Japanese Ecovillage Conference, 2009
”Japan has the fastest-growing national ecovillage movement anywhere!”
By Hildur Jackson
3rd Annual Japanese Ecovillage Conference held April 24-26 in Tokyo. Sponsored by the Japanese nonprofit ecological organization BeGood Café, directed by Jun Shikita, the conference was a huge success. Co-organized by Permaculture Center of Japan, its sponsors and supporters include Japan Ecovillage Promotion Project, GEN, UNHABITAT, UNITAR, and the Japanese Ministry of Land, Infrastructure, and Transport. It took place at Tokyo Women’s Plaza at the United Nations University. With keynote presentations and breakout workshops, there were 50 presentations in all.
The conference also exceedingly well covered by Japanese media. Ross and I were interviewed by Asahi Shimbun and Mainichi, the largest and fourth-largest daily newspapers in Japan, respetively; two Japanese magazines; and an interview program now on YouTube, for example.
My presentation was about the Ecovillage Design Education (EDE) program of Gaia Education, an educational project of the Global Ecovillage Network (GEN), which Ross and I helped found in the 1990s. I focused on the history of the EDE program, how it is organized, what we actually teach, and its two versions. The first version is the EDE, a 4-week program which has now been offered 40 times on 6 continents; the second is GEDS (Gaia Education Design for Sustainability), an 8-month Internet program based at the University of Catalan in Barcelona, which is in its pilot year testing the program in Spanish and English. Findhorn member and Director of the EDE May East had been scheduled to give this presentation, but unfortunately May became ill just before the conference and could not attend, so I gave it instead. (I was scheduled to speak on “Integrated Ecovillage Design," another topic important to me.)Sarvodaya Shramadana the largest people's self-help organization in Sri Lanka, talked about Buddhist philosophy and community action in the Sarvodaya movement, which now has 15,000 villages in its network. He described the first ecovillage project in Sri Lanka, Lagoswatta Ecovillage, which was begun by Sarvodaya and a coalition of overseas aid organizations to create new homes for people made homeless by the tsunami in 2004. Lagoswatta Ecovillage, completed in 2006, consists of 57 small, passive solar-cooled, earth-brick homes with solar panels electricity, a community center, and rainwater catchment tanks. The project is so successful in Sri Lanka that residents of many traditional villages and architects are taking notice.
Dr. Kyoungsoo Lim, founder and chief executive of the E-jang company in South Korea, told us how his company, with support of the South Korean government, has helped about 100 traditional villages in Korea learn more about sustainable development. “We aim to carry out grassroots leadership education, encourage rural-city cooperation and bring about community regeneration,” he said. In 2006 E-jang set up “Ecovillage Design Projects,” a new company to create ecovillages in South Korea. Its first, San-neo-ul, completed in the spring of 2009, has townhouse-style clustered earth-brick houses with solar power for electricity and the traditional Korean undul system for central heating, and which can also be used for cooking. News of the success of San-neo-ul has spread across South Korea with increasing attention from media and developers.Permaculture Center of Japan. Professor Itonaga, who has been involved with permaculture and ecovillages for 15 years, has visited ecovillages in Denmark as well as Findhorn in Scotland.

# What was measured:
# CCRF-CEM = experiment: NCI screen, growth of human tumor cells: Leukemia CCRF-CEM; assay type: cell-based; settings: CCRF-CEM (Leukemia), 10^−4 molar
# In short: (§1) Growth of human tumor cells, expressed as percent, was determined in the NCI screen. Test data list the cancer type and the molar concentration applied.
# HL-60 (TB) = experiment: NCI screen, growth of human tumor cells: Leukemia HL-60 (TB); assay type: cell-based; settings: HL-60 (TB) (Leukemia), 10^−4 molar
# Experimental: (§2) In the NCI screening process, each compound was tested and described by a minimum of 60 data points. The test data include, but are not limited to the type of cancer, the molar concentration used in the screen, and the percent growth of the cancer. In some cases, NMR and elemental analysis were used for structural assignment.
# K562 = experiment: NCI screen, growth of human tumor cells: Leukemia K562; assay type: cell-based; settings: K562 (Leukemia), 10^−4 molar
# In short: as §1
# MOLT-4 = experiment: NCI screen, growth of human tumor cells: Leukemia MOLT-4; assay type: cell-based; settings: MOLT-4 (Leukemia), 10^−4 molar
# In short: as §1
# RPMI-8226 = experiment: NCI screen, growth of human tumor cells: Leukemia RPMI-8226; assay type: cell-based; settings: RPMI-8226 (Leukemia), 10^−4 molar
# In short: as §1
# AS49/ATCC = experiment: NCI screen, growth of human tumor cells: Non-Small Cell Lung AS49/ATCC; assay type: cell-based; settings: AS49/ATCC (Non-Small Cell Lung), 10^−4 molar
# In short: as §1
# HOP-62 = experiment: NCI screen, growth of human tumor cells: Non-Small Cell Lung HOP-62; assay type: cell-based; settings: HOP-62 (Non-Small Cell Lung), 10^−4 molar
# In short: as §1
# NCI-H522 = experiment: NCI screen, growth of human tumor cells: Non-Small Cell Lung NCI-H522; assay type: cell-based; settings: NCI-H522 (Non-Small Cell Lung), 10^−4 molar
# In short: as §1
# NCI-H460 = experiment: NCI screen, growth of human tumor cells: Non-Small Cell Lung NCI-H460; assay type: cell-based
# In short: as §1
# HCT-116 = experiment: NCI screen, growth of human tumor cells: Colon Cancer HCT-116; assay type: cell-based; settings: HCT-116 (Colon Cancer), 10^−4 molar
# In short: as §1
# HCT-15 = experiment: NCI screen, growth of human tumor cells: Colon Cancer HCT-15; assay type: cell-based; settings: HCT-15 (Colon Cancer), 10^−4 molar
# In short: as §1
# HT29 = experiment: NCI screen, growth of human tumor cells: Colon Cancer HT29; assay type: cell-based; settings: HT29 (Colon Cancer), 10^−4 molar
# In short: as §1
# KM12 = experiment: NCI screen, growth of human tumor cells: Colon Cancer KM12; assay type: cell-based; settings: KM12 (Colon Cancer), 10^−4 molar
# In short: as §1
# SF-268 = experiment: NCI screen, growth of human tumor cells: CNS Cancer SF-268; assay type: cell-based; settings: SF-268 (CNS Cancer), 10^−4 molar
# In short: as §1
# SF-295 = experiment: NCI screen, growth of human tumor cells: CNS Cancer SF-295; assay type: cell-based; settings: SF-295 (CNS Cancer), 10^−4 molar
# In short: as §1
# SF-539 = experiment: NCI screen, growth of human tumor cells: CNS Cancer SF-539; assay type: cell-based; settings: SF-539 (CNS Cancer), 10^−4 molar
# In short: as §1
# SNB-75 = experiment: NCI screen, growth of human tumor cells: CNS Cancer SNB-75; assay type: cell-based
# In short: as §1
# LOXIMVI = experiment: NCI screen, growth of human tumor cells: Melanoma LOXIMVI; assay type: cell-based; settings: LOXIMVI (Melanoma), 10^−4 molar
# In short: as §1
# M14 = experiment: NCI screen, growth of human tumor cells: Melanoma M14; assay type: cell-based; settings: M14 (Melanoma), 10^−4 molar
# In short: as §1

Japanese life coach and career coach Hidetake Enomoto, an ecovillage activist in Japan and former resident of Findhorn Ecovillage, spoke about Transition Town Fujino — which may be the 100th transition town in the world — and the new Transition Town movement in Japan.
I attended the breakout session on Kobunaki Ecovillage led by Wataru Iida, as Ross and I visited the Kobunaki project five years ago when the developer first acquired the land near Kyoto. Now it has 85 residents out of planned 300. Unfortunately Kobunaki has had unexpected problems with local authorities, who did not want trees planted and insisted on straight asphalt roads.Konohana Family Farm, an ecovillage near Mt. Fuji, co-presented with Dr. Vinya Ariyaratne on ”Awareness and Community."
After the conference Ross and I, Dr. Kyoungsoo Lim, Ms. Boyoung Sohn, who also from E-jang and is the Korean representative to GENOA (Global Ecovillage Network-Oceania Asia), visited Professor Koji Itonaga at Nihon University in Kanagawa Prefecture. There we had a tour of the Center for Natural Environment Sciences (CNES), a green building and Permaculture research and demonstration site he started there.
Thanks to the successful ecovillage conferences sponsored by BeGood Café, Professor Itonaga’s work at Nihon University, and projects such as Konohana Family Farm and Kobunaki Ecovillage — I believe Japan has the fastest-growing national ecovillage movement anywhere!
Hildur Jackson and her husband Ross Jackson are co-founders of Gaia Trust in Denmark, Global Ecovillage Network (GEN), and the Ecovillage Design Education (EDE) program. Hildur is co-editor of the book, Ecovillage Living, and of the forthcoming book Ecovillage Living II.
- Eco-Heroes in Japan – May ’08
- Finally, Ecovillage Activists Gather in the US — May ’08
- Japanese "Eco-Heroes" Do It Again – May ’09
- The Ecovillage Movement Today — May ’08